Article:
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Endometriosis is a gynecological disorder that usually shows up during a woman’s reproductive years. According to one 2010 report, endometriosis affects up to 10% of women in the United States. (1)
It has been determined that endometriosis has a strong relationship with:
- Gut dysbiosis
- Candida albicans
- Autoimmune disorders
So far, there is no cure for the disorder. The best a doctor can do for a patient with endometriosis is manage symptoms.
Most often, symptoms include:
- Severe pelvic pain
Each month, a woman’s ovaries produce hormones that tell the cells lining the uterus to multiply. When a woman does not get pregnant, these cells slough off and are shed with a woman’s menstrual blood. When these cells are found living and growing outside of the uterus, this is what is known as endometriosis. These endometrial cells grow and bleed just like the cells in the uterus.
Common symptoms of endometriosis include pelvic pain, constipation, and even infertility. Although the condition has no cure, women can find relief by calming inflammation and strengthening the immune system!
As these cells bleed according to a woman’s monthly cycle, blood is released wherever the cells are located. Endometrial cells have been known to implant on the:
- Lining of the pelvis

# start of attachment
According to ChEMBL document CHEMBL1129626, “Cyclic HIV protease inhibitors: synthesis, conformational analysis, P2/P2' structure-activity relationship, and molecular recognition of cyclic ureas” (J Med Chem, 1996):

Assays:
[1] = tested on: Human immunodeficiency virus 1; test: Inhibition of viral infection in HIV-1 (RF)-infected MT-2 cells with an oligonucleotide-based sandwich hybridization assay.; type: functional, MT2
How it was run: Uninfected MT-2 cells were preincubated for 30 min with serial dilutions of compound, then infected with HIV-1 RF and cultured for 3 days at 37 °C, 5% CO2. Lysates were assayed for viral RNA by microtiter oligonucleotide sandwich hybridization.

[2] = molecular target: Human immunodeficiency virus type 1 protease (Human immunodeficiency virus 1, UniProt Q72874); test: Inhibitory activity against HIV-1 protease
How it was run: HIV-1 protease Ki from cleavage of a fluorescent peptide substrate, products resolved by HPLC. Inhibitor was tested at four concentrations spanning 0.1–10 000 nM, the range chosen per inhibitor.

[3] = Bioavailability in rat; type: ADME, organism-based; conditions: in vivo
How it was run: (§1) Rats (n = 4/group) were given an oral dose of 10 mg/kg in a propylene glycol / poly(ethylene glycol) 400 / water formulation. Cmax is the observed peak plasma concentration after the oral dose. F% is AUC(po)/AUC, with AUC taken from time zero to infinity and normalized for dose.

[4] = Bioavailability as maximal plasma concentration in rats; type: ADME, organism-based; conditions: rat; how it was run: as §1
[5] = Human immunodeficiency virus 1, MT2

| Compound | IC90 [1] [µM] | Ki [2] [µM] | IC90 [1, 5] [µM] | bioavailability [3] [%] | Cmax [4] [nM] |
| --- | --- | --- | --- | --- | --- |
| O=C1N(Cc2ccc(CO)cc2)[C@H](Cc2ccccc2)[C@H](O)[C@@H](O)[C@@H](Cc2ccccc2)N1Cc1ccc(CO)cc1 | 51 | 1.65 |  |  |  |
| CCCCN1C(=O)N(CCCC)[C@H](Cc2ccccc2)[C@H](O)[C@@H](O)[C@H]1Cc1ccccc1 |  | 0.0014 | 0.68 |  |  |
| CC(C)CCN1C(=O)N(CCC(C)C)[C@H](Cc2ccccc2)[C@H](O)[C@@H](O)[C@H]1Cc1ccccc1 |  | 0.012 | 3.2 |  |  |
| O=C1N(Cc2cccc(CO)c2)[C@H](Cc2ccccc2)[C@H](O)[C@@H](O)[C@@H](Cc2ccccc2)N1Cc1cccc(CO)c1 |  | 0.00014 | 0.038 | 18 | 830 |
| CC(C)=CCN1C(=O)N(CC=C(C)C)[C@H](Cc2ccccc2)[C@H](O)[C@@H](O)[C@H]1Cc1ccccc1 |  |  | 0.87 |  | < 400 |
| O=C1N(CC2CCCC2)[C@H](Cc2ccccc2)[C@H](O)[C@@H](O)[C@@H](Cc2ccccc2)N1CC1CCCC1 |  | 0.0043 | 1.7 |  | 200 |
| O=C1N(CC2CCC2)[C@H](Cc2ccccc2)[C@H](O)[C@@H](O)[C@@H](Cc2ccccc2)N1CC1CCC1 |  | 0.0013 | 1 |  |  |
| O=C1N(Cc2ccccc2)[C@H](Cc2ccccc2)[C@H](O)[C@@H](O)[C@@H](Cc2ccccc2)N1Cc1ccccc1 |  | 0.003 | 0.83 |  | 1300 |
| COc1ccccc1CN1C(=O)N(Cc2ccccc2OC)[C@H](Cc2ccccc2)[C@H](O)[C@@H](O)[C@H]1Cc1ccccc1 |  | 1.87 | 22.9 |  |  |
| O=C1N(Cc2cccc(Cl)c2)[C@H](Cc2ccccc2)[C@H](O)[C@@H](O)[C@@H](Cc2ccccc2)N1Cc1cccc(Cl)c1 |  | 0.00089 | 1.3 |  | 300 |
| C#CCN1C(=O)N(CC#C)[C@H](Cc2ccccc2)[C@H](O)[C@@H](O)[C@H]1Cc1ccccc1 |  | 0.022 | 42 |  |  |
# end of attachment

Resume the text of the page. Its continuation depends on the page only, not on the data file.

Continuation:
Once these cells bleed, there is swelling, and the body will often mount an immune response.
Endometriosis Promotes the Growth of Candida
A study published in 2002 in the Journal of Human Reproduction looked for a connection between endometriosis and the microorganisms in the intestinal tract. (2)
While researchers used rhesus monkeys in their study, it was their hope that the findings would shed some light on this common condition that affects so many women.
The study determined that:
- Intestinal inflammation occurs more frequently in those with endometriosis than those without it.
- An inflamed gastrointestinal tract contains different microorganisms than a healthy gastrointestinal tract.
- When it comes to gastrointestinal inflammation, Candida albicans is especially prevalent.
Candida albicans is native to the human body and part of a healthy inner ecosystem. Only when Candida grows beyond control does it pose a toxic threat. This can happen for a number of reasons, but the most common are poor diet and excessive use of antibiotic therapy. Both a poor diet and antibiotic use can disrupt the natural balance of microorganisms that live in the body.
Researchers of the 2002 study found that inflammation can also disrupt the balance of microorganisms living in the gastrointestinal tract. Later studies have found that endometriosis has a clear and direct association to inflammation in the gut. (3)(4)
A healthy inner ecosystem keeps Candida in check. Without friendly bugs and without balance, the yeast Candida is able to quickly dominate its environment and colonize other areas of the body.
Women with endometriosis are at higher risk for Candida overgrowth. (5)(6) Part of this risk has to do a disturbance in the delicate balance of microorganisms in the gut.
Management and Care Begin in the Gut: 2 Ways to Calm Inflammation
Even though endometriosis involves multiple systems in the body, so far physicians only manage the disorder by lowering overall estrogen.